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Latency Blues? Presonus Audiobox USB

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January 30, 2012 2:15:27 AM

Thank you in advance for any help you may provide on my issue.

I have a very very strong desire to record some of the music I have written on my PC. The PC is newish.. it has an Intel i7 quad core, 12 MB of Ram. I can't imagine that such a computer would be unable to be used for decent recordings? However, when I try to playback a track and record a second instrument over it, there is a delay between the music and my the next instrument. Further, if I set the mic up so that I can hear it through the speakers, there is a large delay between what I play and what I hear. I believe the problem I am referring to is that of "latency" though I may be using terminology incorrectly. All I want to do is be able to play something into the mic and have it played over my headphones without delay so I can jam along to prerecorded tracks or do vocals over them.

I did not purchase a soundcard with my system. When ordering from Dell I asked if the Presonus Audiobox USB I own would function negate the need for a soundcard, he said yes this was even better than a sondblaster I could have installed. Is this true? Is this my problem?

Of note: my ableton live preferences show the following - I have no idea what these setting mean

Input buffer size: 0 samples
Input latency 0.00 ms
Output buffer size 4096 Samples
Output latency: 92.9 ms
Drive error compensation -2248 ("smp" is highlighted in an orange box)
Overall latency 41.9 ms


In/Out sample rate: 44100
Default SR and Pitch Conversion: Normal
January 30, 2012 3:27:17 AM

The problem is this: You bring an analog signal into the PC, and it gets converted to digital. To play back that signal, it needs to be converted back to analog, then outputted to the speakers. There will be delay, no matter what you do.

In theory, a dedicated USB solution could be faster, but it depends on the exact implementation..

One thing you can do is make sure the sample rate is no more then 48KHz, to avoid any unnecessary audio conversion.
January 30, 2012 3:38:45 AM

How do studios manage to not have a delay? What steps can I do to have a decent recording setup? I don't mind if I can't use the audiobox per se.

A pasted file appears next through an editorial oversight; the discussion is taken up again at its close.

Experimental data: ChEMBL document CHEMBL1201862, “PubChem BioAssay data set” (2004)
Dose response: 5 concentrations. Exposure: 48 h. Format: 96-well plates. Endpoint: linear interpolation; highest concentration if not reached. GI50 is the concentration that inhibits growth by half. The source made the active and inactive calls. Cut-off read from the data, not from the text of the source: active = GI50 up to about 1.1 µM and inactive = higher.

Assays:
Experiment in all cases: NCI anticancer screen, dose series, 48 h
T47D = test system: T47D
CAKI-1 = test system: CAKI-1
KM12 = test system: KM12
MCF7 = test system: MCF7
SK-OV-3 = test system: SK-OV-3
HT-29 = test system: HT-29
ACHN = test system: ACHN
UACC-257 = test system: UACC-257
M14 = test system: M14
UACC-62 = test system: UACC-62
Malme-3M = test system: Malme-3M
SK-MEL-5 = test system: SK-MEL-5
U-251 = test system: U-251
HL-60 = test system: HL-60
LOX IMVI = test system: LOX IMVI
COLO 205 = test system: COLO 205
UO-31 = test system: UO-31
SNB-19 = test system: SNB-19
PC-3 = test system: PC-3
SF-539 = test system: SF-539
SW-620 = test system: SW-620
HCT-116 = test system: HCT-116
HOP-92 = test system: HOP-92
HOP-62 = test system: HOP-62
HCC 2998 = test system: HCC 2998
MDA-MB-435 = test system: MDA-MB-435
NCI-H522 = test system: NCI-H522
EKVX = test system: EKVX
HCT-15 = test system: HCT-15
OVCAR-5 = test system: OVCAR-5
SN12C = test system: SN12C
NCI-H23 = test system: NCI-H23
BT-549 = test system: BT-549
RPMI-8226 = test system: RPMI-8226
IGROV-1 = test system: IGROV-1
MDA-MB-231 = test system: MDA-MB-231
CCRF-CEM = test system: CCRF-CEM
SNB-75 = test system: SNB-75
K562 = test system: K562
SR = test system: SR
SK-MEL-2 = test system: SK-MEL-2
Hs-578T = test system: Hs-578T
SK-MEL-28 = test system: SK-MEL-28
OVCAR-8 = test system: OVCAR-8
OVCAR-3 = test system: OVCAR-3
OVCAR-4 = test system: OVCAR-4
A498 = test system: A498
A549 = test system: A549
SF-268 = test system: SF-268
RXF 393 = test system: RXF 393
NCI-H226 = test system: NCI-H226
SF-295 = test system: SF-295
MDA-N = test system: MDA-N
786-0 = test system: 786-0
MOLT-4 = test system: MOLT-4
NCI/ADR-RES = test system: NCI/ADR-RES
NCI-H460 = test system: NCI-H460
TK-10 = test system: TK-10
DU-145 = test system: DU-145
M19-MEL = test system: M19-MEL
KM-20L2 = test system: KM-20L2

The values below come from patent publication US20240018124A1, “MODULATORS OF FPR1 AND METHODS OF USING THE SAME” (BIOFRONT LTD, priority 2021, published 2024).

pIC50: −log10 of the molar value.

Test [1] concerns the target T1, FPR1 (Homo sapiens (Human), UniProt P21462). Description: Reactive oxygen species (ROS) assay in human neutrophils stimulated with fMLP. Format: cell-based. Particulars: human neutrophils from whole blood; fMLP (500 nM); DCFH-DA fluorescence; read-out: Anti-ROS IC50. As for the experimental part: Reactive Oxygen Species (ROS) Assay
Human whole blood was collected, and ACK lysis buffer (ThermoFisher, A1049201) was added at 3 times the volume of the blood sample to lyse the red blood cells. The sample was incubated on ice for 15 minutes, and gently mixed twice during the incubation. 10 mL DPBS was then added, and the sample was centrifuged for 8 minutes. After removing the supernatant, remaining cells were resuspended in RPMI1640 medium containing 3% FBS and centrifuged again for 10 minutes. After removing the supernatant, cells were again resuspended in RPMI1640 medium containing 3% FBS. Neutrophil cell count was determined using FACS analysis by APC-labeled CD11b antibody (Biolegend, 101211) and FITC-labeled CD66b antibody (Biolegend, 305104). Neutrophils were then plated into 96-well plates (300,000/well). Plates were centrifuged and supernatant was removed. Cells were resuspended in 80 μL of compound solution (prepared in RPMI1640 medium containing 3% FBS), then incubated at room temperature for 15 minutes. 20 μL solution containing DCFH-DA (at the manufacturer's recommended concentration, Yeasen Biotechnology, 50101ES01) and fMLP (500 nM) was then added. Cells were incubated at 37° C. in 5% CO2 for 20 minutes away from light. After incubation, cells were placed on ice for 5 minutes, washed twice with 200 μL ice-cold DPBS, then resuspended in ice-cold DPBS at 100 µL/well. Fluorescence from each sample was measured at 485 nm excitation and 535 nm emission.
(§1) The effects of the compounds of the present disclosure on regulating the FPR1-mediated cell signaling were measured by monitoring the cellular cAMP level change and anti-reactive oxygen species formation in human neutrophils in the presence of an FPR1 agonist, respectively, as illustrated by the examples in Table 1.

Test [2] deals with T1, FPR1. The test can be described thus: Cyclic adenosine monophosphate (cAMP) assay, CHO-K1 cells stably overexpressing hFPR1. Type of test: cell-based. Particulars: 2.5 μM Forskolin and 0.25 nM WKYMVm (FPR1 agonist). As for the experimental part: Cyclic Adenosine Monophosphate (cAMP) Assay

What is the point of the digital box if there is always going to be a delay? Why would a person want such a setup?
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January 30, 2012 4:07:50 AM

Most studioz run the instruments rough large mixing boards and the board leads straight into foldbacks while the recording compenent is just "mixed out" of the board so it looks like.
---------Computer
Input----Mixer/
--------- Foldback
January 30, 2012 11:12:36 AM

The main issue comes to drivers. Onboard audio simply isn't designed with audio input in mind, so you go through the entire audio conversion chain. Even soundcards are optimised for audio output, and will have delay on audio inputs.

Something like an M-Audio soundcard, which is designed for audio input, or a soundcard with ASIO support, would be closer to what you are looking for.
February 9, 2012 1:39:37 AM

I would greatly appreciate a recommendation for hardware/software that will work with a basic Dell XPS 8300 motherboard and is under $1K.

Thank you
February 27, 2013 9:45:52 AM

If you open the Audiobox appilcation up ("C:\Program Files\PreSonus\AudioBox\AudioBox.exe") and make sure that the Sample Rate is set to 44.1 kHz and the ASIO Buffer Size is set to 256. You should achieve the minimal amount of lag you desire. Of course, you wanted less lag. I'm pretty sure you need to fork out some cash for a more expensive or Firewire sound card to achieve the least amount of latency. Your output buffer size looks pretty large too, but I use Ableton Live and in the preferences there's not much you can change there in ASIO mode. I'm not sure what software you are using but you should probably start at 256 samples for input and output buffer sizes and work your way up till the lag is intolerable then go back to the setting where it was reasonable. It worked for me. I hope this helps you.

Oh, also, I would set Driver Error Compensation to zero.
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